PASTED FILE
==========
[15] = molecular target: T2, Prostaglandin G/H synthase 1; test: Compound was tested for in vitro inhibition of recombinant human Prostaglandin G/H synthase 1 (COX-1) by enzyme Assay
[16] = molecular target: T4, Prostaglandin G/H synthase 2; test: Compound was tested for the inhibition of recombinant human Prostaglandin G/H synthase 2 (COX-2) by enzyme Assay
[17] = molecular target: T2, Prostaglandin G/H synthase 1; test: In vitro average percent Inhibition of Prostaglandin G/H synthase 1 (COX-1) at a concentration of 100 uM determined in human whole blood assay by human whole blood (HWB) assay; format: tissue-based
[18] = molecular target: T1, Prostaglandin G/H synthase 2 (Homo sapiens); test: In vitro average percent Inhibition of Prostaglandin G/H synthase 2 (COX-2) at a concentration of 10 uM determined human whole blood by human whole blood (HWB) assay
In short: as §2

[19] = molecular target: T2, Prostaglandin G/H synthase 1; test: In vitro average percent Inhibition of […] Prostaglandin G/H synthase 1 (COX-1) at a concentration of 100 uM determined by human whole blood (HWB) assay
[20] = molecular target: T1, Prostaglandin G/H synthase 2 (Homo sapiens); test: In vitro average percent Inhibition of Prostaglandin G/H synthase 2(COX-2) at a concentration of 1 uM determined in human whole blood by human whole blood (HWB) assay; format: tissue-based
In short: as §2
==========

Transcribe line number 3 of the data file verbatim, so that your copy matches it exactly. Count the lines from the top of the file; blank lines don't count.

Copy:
[17] = molecular target: T2, Prostaglandin G/H synthase 1; test: In vitro average percent Inhibition of Prostaglandin G/H synthase 1 (COX-1) at a concentration of 100 uM determined in human whole blood assay by human whole blood (HWB) assay; format: tissue-based